One public servant in Italy is keen on restoring the glory of his idyllic little village. Italian Mayor Nicola Gatta has made an offer that might be hard to refuse. He’s giving away cash rewards of up to €2,000 ($2,350) to anyone who’s willing to relocate to the small village of Candela at the east coast of the Puglia region in Italy.
Candela was very popular in the 1990s. It was previously called “Little Naples” for its crowded streets that were full of life. But its popularity has drastically dropped in recent years. From a population of 8,000, there are now only an estimated 2,700 residents in Candela. The mayor fears the small village might one day turn into one of Italy’s numerous ghost towns.
Mayor Gatta hopes that the cash rewards on offer will entice Italians and foreigners to reside in his humble town.
The mayor told CNN Travel:
“I work each day with passion and commitment to bring Candela back to its ancient splendor. Up until the 1960s, travelers called it ‘Nap’licchie’ [Little Naples], for its streets full of wayfarers, tourists, merchants and screaming vendors.”
Millennials from Candela have reportedly left the town to work and live elsewhere.
Most of the residents left are the elderly. And so to boost Candela’s population, the mayor is offering €800 for singles, €1,200 for couples, €1,500 to €1,800 for three-member families, and €2,000 for families of four to five people. Of course, these rewards don’t come for free.
New residents of Candela are expected to be productive and to contribute to the village’s economy.
They can do so by renting or buying a house, as well as getting a job that should pay a salary of at least €7,500 per year. Gatta’s deputy, Stefano Bascianelli, explained:
“We don’t want people flocking here thinking they get to live off the town hall’s revenues. All new residents must work and have an income.”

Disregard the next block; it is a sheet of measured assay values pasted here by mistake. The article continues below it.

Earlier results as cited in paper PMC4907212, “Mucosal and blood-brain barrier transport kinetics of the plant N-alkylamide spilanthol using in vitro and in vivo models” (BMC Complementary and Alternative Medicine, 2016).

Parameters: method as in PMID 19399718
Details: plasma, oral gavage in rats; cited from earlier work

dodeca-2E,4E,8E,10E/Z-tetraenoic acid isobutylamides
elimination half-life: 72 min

Six families from northern Italy have permanently relocated, while five others have submitted their applications, according to reports.
What do you think of this offer? Would you be willing to move to Candela?
First Underwater Restaurant Extending To Sea Bottom To Be Built In Europe
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Everyone who has read or watched any sort of science fiction has probably thought about how cool it would be to live in an underwater facility. For the past couple of years, people have actually been trying to live that fantasy with the underwater labs, tunnels, and hotel rooms successfully extended under bodies of water. Most of these projects are in the United States and their success rates have opened other continents to experiment on their very own underwater structures.
Architects are continuously becoming creative when it comes to designing structures. From light and airy to damp and dark, they now make any location possible for habitat. European architects are now up for the challenge on putting up the continent’s very first underwater restaurant.
Prepare to book a reservation in Europe's first ever underwater restaurant
A Norwegian design company is about to build a three-level restaurant which will boast a panoramic window that will let customers journey to the sea floor of Southern Norway. Lying from the shore and extending down below the water, this restaurant will take dining experience to another level with an exciting adventure like nothing before....
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Italy is one of the prettiest countries in the world. The place is where you can find cities filled with captivating art, breathtaking coastlines, and stunning landscapes. You can even travel down the countryside and randomly come across exquisite scenes.
When it comes to the beautiful places in Italy, the list could go on. But here are 10 of them that you shouldn’t miss when you visit the boot-shaped country, according to Scott Balaam for the Global Grasshopper, who spent three years living there.
#1. Cinque Terre
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What’s found on the island is more fascinating.
The Eastern European country of Croatia is known for its long coastline found on the Adriatic Sea. But the tiny island of Baljenac off the coast of Croatia is gaining some global attention in recent times because of the unique hand-constructed dry walls, which make the island appear like a giant fingerprint from above.
Located in the archipelago of Sibenik on the Dalmatian coast, the small island has a size of 1.4 square kilometers. The drywalls are measured at 23 kilometers and 357 meters. The construction of these walls is quite common in the history of Baljenac and what’s fascinating is that it didn’t require modern machines to make it happen.